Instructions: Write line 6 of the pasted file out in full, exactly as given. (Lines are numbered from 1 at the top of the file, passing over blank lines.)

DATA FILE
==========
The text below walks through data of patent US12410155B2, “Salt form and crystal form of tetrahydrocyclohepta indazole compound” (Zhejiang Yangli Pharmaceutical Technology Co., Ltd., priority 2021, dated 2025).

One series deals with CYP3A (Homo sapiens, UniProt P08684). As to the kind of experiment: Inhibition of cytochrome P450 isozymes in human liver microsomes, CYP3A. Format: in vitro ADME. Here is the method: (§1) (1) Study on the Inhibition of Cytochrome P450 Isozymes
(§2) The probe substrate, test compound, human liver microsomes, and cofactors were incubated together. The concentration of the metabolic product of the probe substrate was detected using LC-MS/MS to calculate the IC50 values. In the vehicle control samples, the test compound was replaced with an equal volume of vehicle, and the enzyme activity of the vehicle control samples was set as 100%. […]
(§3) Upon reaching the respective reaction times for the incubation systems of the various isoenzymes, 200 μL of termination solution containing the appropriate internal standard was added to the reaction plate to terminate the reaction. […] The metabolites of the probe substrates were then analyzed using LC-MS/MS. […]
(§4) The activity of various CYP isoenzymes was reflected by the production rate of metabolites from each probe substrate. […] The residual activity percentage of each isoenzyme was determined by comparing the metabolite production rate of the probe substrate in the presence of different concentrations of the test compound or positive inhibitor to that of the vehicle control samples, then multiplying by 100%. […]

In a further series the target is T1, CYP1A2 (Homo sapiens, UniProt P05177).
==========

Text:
In a further series the target is T1, CYP1A2 (Homo sapiens, UniProt P05177).